Bimbo’s 365 Club
Bimbo’s 365 Club is huge inside – much bigger than Slim’s, Cafe Du Nord, or Bottom of the Hill – and on this night, it was packed with metal fans. Aahhh, but the nice thing about Bimbo’s is that it maintains a comfortable environment, even when a show, like this one, is sold out. According to the club’s website, “packed” is somewhere between 6-700 people! Many decades ago, someone planned its building and interior with the definition of “ample” as their blueprint. The stage had room enough for 3 bands’ drum kits, stacks of guitar amps/cabs, 3 synthesizers on stands, and still ample room to rock. The main room is vast, with tall ceilings and plenty of ventilation. It looked like everyone in the audience had a good view of the stage, and interaction with the bands felt close and intimate. The decor is luxe and elegant, in the style of a 1940’s dinner club, and the waitresses are a bit punk rock with their black fishnets and crowd maneuvering skills. Bimbo’s 365 Club is one of the most enjoyable places in SF to see a show, especially a loud metal show. The 6-700 people in attendance comprised a good mix of metal fans – i noticed veterans as well as new faces in the crowd. Some crews that i haven’t seen at a show in SF since the 3 Days of Darkness hosted Khanate, Thrones, and Graves At Sea, in 2004. Some of the younger faces in the crowd were likely due to Bimbo’s admittance of 18-21 year olds.
Finally, after another long wait between bands, ISIS appeared. They immediately annihilated the intermission atmosphere, proving absolutely that it had been worth the 30 minute wait and the lifetime of anticipation spent by those who came to be initiated into live, loud sludge metal, exacted by masters of the craft. ISIS thrashed even harder than i have come to expect from sludge metal bands enjoying their 10th year of performing together. The 4 guitarists rejected the hypnotizing effect of synchronized movements that Zozobra had wielded, in favor of thrashing individually, each to a different aspect of the music. Sometimes bending completely over the guitar they gripped, then snapping backwards to stare at the ceiling, never relenting on the strings they were punishing. This added a striking visual dissonance that superbly matched the music’s innate discord. Sounds forged in minor keys and draped in distortion only to be fragmented by the battling pulses of the drums, the cymbals, and the synths that delayed and decayed at doomed intervals. This frenzy made it impossible to capture a clear photo of the whole band at once. You can see in my photos that some moved so quickly as to leave a trail of places they had been! B.C. Meyer (i believe) switched between atmospheric synthesizers and grinding guitar, headbanging and thrashing equally on both instruments. ISIS played a fair amount older material, from Celestial, Red Sea, and Mosquito Control, which made me VERY happy. I stopped listening to ISIS when they released Panopticon in 2004 because i prefer their earlier sound – uncompromisingly heavy atmospheric sludge metal. To my ears, Panopticon sounded too smoothed out, polished; in other words, too commercial, and devoid of the grit i felt was at the soul of earlier work. However, on stage in 2007, the occasional “weak” song merely provided enough contrast for the band to show off just how heavy their usual sound is. And heavy is something that ISIS owned at this show. They hit some songs so hard that it weighed down your own head, until you were facing your own soul, and then lifted it high with distorted upsweeps, until you gazed above the room, to where the melodies were scattering into the depths of space. At times, the pummeling beats could elevate your strong arm into the air, and cinch your hand into devil’s horns. An enthusiastic display of solidarity grew within the crowd, gaining strength with each attack on silence. I actually heard some fans singing along. Well, not really singing, more like growling. It was the first time i noticed anyone growling along to songs at a metal show. Whenever ISIS would delve into the quieter, more melodic parts, the crowd would cheer, or scream the band’s name, as if some just couldn’t handle the sudden release from crushing bar chords.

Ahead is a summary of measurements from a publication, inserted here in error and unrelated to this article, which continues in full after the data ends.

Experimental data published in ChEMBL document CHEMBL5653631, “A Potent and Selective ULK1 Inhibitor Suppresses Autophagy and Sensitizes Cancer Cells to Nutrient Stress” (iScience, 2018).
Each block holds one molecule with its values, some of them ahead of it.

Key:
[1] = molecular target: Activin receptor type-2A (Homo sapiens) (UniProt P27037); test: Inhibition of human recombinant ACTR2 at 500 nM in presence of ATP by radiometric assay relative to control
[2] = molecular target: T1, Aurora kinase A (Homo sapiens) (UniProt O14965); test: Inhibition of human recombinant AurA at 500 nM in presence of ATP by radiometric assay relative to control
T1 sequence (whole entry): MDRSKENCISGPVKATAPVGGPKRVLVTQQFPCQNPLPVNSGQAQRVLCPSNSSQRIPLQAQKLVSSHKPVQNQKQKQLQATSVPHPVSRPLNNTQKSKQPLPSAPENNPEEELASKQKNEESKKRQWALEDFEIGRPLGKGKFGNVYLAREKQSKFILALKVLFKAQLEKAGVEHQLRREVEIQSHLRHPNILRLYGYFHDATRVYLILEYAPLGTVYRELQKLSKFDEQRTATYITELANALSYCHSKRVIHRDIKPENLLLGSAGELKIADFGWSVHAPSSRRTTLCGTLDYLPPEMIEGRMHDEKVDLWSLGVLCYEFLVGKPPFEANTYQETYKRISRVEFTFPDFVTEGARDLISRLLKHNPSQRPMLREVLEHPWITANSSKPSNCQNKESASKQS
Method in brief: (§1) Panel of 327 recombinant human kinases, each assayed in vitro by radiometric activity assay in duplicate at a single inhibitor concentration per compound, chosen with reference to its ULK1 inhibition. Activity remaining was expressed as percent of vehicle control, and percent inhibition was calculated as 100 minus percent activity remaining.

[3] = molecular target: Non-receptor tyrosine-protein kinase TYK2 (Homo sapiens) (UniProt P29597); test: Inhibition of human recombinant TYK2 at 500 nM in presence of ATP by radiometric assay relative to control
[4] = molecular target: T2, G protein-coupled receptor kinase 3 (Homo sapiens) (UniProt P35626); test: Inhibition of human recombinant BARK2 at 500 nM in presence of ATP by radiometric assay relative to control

The show inspired me greatly – this was the kind of show that justifies going out, and raises the excitement about what the future holds for music. The minute that i got home, i ripped the plastic off my new Celestial double vinyl to see what colours i got (the album has been repressed at least twice recently, each batch offering a different blend of marbled inks). Next, i lifted my shining black guitar from its furry grey coffin and played everything i had heard that night. That is my definition of a great show.
This entry was posted on Sunday, 15April07 at 11:54 and is filed under +Greatest Hits+, bass, doom, guitar, metal, music, noise, photos, review, SF, shows, sludge metal, vinyl, writ. You can follow any responses to this entry through the RSS 2.0 feed. You can leave a response, or trackback from your own site.